In all our BRRR examples, we will make the numbers easy. The example is a house that you purchase for $50k, rehab for $20k, has an after-repair value of 100k, and will rent for $1k/month. Once it is rehabbed and rented you will refinance with a traditional lender (to pay off the hard money lender and potentially recoup some of your costs).
One quick reminder: I'm sharing models and systems that have worked for me. They may work for you as well, but you should take the time to understand your own comfort level when it comes to your investments. I'll share that things could have impacts on tax or legal work (or that they did for me), but I'm not an accountant or an attorney - and sharing an idea or telling you about my experience shouldn't be taken as legal or tax advice.
A BRRR deal can go sideways and cause you to leak money in a handful of ways. Here are a few things that could turn your BRRR deal into a leaky BRRR.
- Your numbers were off on value, and the lender can’t do 100% leaving you to cover some of the loan. Don’t expect the hard money lender to give you the 70% ARV and just assume you’ll make up the difference by lowering the rehab budget. The ARV is typically dependent on you doing all of the work that is in your rehab budget. Think it from their perspective. If you don’t complete a full rehab, it’s fair to expect that the value of the property goes down.
- You cannot find a property that works for BRRR but you want to try anyway. The numbers unfortunately don’t change much. In some markets you won’t find these deals easily. Finding deals is a topic for a future post - check back here soon.
- Lender fees snuck in and your three to five points has become a lot more than that. One lender insisted on an expensive termite inspection for a property in Minnesota. Some lenders have legal fees which require you to set up an LLC for that transaction. These fees can cut into your loan and cause you leak money.
- Your lender doesn’t allow for any costs outside of purchase and rehab to be rolled into the loan. Some lenders will allow you to finance the closing costs. And if a property has back taxes, these can be rolled into loans with some lenders. But some won't, leaving you to cover these with cash at closing.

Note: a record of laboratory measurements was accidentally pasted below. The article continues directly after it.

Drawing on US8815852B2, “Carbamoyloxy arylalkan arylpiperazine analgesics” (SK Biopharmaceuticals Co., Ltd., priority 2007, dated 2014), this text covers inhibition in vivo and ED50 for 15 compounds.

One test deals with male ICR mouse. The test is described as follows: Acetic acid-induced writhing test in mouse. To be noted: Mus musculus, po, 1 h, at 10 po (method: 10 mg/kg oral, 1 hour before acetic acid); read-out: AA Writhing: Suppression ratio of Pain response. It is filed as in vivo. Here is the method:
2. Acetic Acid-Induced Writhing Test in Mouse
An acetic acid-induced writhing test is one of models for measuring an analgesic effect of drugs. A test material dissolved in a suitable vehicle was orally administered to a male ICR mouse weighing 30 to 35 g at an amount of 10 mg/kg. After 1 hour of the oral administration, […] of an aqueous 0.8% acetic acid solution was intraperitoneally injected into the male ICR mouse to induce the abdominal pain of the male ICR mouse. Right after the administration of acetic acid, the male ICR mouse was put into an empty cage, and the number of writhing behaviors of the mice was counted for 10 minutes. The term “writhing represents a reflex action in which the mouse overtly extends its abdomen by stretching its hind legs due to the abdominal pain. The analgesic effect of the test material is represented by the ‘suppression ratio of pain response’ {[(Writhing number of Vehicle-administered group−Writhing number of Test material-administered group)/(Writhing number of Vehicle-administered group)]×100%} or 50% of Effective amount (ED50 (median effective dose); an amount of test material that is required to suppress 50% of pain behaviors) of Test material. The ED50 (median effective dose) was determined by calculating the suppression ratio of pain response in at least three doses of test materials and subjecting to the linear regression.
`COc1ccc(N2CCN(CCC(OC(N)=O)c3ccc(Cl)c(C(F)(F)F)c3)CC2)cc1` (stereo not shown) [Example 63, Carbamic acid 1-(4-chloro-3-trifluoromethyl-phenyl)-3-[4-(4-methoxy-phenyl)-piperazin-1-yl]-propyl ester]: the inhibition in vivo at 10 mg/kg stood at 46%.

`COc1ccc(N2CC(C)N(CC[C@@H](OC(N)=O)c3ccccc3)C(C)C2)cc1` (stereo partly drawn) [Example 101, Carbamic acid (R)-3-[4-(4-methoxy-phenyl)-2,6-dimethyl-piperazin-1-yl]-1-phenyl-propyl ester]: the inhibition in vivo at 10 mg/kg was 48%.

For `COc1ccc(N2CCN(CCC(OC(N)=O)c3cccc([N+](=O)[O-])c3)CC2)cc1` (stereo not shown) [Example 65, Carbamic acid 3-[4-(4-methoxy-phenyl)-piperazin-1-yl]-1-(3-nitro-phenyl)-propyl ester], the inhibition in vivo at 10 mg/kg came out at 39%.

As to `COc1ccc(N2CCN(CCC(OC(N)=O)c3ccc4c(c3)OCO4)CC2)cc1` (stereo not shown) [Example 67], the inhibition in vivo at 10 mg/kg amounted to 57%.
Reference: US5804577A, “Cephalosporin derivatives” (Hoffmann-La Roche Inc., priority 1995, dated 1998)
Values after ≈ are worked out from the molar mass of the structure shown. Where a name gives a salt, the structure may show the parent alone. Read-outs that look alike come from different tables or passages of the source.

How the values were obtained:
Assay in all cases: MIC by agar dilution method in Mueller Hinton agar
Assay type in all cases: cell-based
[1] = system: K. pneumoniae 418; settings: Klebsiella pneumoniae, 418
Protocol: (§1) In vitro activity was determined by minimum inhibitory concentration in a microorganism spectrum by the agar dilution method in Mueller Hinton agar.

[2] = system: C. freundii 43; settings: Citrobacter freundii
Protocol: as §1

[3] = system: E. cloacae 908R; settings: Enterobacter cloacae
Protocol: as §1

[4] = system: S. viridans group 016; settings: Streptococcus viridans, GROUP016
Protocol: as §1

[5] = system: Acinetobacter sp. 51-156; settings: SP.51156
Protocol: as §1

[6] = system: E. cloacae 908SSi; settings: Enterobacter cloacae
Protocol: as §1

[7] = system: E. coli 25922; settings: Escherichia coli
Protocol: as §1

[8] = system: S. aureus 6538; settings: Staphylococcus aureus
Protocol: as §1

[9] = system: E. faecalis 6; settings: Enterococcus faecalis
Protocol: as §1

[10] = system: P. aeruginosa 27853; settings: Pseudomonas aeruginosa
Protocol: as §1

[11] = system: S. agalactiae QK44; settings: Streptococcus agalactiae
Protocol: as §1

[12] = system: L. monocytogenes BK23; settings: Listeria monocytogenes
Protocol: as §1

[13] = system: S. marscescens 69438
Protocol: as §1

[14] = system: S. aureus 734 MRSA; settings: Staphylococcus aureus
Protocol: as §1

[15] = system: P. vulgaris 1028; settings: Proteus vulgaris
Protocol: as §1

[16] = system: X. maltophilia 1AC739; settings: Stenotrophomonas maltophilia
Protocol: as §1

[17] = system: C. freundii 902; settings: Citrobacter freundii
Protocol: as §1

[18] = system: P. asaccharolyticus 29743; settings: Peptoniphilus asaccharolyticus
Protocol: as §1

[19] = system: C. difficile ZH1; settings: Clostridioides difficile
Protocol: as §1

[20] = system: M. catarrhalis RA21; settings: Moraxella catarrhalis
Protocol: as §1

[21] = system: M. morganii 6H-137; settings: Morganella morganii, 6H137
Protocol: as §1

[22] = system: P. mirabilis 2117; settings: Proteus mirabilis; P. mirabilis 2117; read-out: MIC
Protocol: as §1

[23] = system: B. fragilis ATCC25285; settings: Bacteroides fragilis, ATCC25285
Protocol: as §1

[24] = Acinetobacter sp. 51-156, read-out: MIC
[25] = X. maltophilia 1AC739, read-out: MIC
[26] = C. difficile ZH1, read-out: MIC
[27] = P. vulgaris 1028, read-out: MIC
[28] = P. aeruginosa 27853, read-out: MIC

- You picked a lender that will lend 70% of the ARV but only a percent - let’s say 90% - of the cost. Terms like that you could help you lower the points or the interest rate, which seem like a win. This kind of a loan structure could work well for an investor who is flipping (buying, rehabbing, and selling) because they would see lowered carrying costs and get that money back when the property sells. But for investors looking to acquire rentals, terms like 85% LTC (loan-to-cost) means you’re putting in your own money and not getting it back at the end.
- You went over budget with the rehab, either by bad estimates or over-rehabilitating the property. Knowing how to keep contractors working within a budget is important and a key to keep you from having a leaky BRRR.
- The appraisal value went down during the rehab period. In volatile markets you can expect values to change over the course of a few months. It is one of the reasons that you should complete rehab and start the refinance quickly.
- Your hard money lender asked you to purchase the property in an LLC and your lender can only rehab into a personal loan. Depending on your comfort (talk with your attorney and accountant), this can be an easy solution. Your lender may be willing to allow your LLC to quit claim the deed into your name (hold it personally).
- Your refinance lender requires seasoning. What is seasoning? Lenders often require you to own the property for a certain amount of time before refinancing. Typical seasoning periods are six months and up to one year. Seasoning is poisonous to a good BRRR deal so make sure you check your lender before launching into the deal.
- Some lenders will require a certain rental period before they count this as income. The worst scenario - a lender that will only document income if it appears on your tax return. Not all lenders will have this long of a requirement, but some may require some period (1-2 months) of you receiving rental income (usually deposited rent checks). Be mindful of this before you begin.
- Your refinance lender is taking forever. Once you’ve found a lender that will refinance your rental, you’re not out of the woods yet. Adding a month of holding costs, or worse, needing to refinance your hard money loan can cost you thousands. Unfortunately, as an investor your loan is going to seem less urgent to a mortgage broker, especially during busy periods where the broker is rushing to help owner-occupants get into new homes.
- You’re close on income, but a little shy. This could happen if your personal income situation changes - a likelihood if you are purchasing more than one property at a time or if you’re needing to accumulate other debt (ex. credit card debt) to help finish your rehab costs. Here are some ways that could happen: your quick analyses on rental income missed key factors, like taxes or high insurance.
Next up! How to make sure your BRRR deal doesn’t spring a leak….